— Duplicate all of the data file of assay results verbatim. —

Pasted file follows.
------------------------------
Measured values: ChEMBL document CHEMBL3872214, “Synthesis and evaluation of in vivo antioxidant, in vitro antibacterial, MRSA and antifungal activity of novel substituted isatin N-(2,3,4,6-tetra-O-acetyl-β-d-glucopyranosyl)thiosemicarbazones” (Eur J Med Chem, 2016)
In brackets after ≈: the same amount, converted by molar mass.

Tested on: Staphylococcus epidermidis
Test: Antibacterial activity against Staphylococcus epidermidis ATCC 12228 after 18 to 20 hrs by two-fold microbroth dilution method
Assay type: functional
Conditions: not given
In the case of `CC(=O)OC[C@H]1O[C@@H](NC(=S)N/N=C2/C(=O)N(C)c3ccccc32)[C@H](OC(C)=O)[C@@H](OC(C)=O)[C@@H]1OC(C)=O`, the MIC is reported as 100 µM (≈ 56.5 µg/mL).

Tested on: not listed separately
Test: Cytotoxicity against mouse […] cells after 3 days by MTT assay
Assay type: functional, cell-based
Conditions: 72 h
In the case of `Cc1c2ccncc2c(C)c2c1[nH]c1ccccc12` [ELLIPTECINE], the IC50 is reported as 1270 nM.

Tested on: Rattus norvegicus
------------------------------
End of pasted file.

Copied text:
Measured values: ChEMBL document CHEMBL3872214, “Synthesis and evaluation of in vivo antioxidant, in vitro antibacterial, MRSA and antifungal activity of novel substituted isatin N-(2,3,4,6-tetra-O-acetyl-β-d-glucopyranosyl)thiosemicarbazones” (Eur J Med Chem, 2016)
In brackets after ≈: the same amount, converted by molar mass.

Tested on: Staphylococcus epidermidis
Test: Antibacterial activity against Staphylococcus epidermidis ATCC 12228 after 18 to 20 hrs by two-fold microbroth dilution method
Assay type: functional
Conditions: not given
In the case of `CC(=O)OC[C@H]1O[C@@H](NC(=S)N/N=C2/C(=O)N(C)c3ccccc32)[C@H](OC(C)=O)[C@@H](OC(C)=O)[C@@H]1OC(C)=O`, the MIC is reported as 100 µM (≈ 56.5 µg/mL).

Tested on: not listed separately
Test: Cytotoxicity against mouse […] cells after 3 days by MTT assay
Assay type: functional, cell-based
Conditions: 72 h
In the case of `Cc1c2ccncc2c(C)c2c1[nH]c1ccccc12` [ELLIPTECINE], the IC50 is reported as 1270 nM.

Tested on: Rattus norvegicus